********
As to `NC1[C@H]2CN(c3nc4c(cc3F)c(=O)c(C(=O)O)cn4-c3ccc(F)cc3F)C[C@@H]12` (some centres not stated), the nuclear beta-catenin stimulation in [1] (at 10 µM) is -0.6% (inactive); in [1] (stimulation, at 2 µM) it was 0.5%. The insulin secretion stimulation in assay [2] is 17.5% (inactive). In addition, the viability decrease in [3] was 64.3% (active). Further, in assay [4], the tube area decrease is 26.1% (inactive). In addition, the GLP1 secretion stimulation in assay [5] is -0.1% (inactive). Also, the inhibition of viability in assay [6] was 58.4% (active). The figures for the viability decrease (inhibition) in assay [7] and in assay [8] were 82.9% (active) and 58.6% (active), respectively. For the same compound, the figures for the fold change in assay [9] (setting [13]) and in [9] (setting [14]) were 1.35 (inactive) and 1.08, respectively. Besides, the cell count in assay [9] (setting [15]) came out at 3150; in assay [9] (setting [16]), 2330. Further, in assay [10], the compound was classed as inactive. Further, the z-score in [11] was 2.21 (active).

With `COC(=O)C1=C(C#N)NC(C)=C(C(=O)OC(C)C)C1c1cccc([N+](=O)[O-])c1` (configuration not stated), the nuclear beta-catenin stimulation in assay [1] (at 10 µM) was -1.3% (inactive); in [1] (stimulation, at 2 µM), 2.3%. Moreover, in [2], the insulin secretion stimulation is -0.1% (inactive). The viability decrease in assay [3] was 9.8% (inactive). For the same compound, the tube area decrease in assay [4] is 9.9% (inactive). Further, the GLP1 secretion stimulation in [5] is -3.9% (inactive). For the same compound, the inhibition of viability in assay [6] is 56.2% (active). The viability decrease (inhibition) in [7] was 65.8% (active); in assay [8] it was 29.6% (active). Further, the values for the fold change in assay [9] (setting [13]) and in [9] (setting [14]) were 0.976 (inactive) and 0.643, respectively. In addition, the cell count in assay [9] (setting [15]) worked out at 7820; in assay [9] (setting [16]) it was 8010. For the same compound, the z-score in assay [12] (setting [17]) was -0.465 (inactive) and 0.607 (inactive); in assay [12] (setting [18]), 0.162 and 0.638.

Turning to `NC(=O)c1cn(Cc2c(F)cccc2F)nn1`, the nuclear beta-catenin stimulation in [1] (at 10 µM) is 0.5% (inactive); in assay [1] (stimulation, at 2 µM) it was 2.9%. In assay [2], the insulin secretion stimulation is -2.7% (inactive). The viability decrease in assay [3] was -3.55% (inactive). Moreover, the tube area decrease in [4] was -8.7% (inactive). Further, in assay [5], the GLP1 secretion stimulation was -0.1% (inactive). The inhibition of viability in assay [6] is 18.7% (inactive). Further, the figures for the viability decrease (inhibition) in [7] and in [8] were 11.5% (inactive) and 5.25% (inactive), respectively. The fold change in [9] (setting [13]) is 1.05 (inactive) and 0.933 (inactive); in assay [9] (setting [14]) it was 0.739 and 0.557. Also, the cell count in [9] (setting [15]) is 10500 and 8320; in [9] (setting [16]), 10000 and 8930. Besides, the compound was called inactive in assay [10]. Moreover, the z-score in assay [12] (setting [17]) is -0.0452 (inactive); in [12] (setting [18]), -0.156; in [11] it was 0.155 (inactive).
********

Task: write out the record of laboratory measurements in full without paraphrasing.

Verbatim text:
As to `NC1[C@H]2CN(c3nc4c(cc3F)c(=O)c(C(=O)O)cn4-c3ccc(F)cc3F)C[C@@H]12` (some centres not stated), the nuclear beta-catenin stimulation in [1] (at 10 µM) is -0.6% (inactive); in [1] (stimulation, at 2 µM) it was 0.5%. The insulin secretion stimulation in assay [2] is 17.5% (inactive). In addition, the viability decrease in [3] was 64.3% (active). Further, in assay [4], the tube area decrease is 26.1% (inactive). In addition, the GLP1 secretion stimulation in assay [5] is -0.1% (inactive). Also, the inhibition of viability in assay [6] was 58.4% (active). The figures for the viability decrease (inhibition) in assay [7] and in assay [8] were 82.9% (active) and 58.6% (active), respectively. For the same compound, the figures for the fold change in assay [9] (setting [13]) and in [9] (setting [14]) were 1.35 (inactive) and 1.08, respectively. Besides, the cell count in assay [9] (setting [15]) came out at 3150; in assay [9] (setting [16]), 2330. Further, in assay [10], the compound was classed as inactive. Further, the z-score in [11] was 2.21 (active).

With `COC(=O)C1=C(C#N)NC(C)=C(C(=O)OC(C)C)C1c1cccc([N+](=O)[O-])c1` (configuration not stated), the nuclear beta-catenin stimulation in assay [1] (at 10 µM) was -1.3% (inactive); in [1] (stimulation, at 2 µM), 2.3%. Moreover, in [2], the insulin secretion stimulation is -0.1% (inactive). The viability decrease in assay [3] was 9.8% (inactive). For the same compound, the tube area decrease in assay [4] is 9.9% (inactive). Further, the GLP1 secretion stimulation in [5] is -3.9% (inactive). For the same compound, the inhibition of viability in assay [6] is 56.2% (active). The viability decrease (inhibition) in [7] was 65.8% (active); in assay [8] it was 29.6% (active). Further, the values for the fold change in assay [9] (setting [13]) and in [9] (setting [14]) were 0.976 (inactive) and 0.643, respectively. In addition, the cell count in assay [9] (setting [15]) worked out at 7820; in assay [9] (setting [16]) it was 8010. For the same compound, the z-score in assay [12] (setting [17]) was -0.465 (inactive) and 0.607 (inactive); in assay [12] (setting [18]), 0.162 and 0.638.

Turning to `NC(=O)c1cn(Cc2c(F)cccc2F)nn1`, the nuclear beta-catenin stimulation in [1] (at 10 µM) is 0.5% (inactive); in assay [1] (stimulation, at 2 µM) it was 2.9%. In assay [2], the insulin secretion stimulation is -2.7% (inactive). The viability decrease in assay [3] was -3.55% (inactive). Moreover, the tube area decrease in [4] was -8.7% (inactive). Further, in assay [5], the GLP1 secretion stimulation was -0.1% (inactive). The inhibition of viability in assay [6] is 18.7% (inactive). Further, the figures for the viability decrease (inhibition) in [7] and in [8] were 11.5% (inactive) and 5.25% (inactive), respectively. The fold change in [9] (setting [13]) is 1.05 (inactive) and 0.933 (inactive); in assay [9] (setting [14]) it was 0.739 and 0.557. Also, the cell count in [9] (setting [15]) is 10500 and 8320; in [9] (setting [16]), 10000 and 8930. Besides, the compound was called inactive in assay [10]. Moreover, the z-score in assay [12] (setting [17]) is -0.0452 (inactive); in [12] (setting [18]), -0.156; in [11] it was 0.155 (inactive).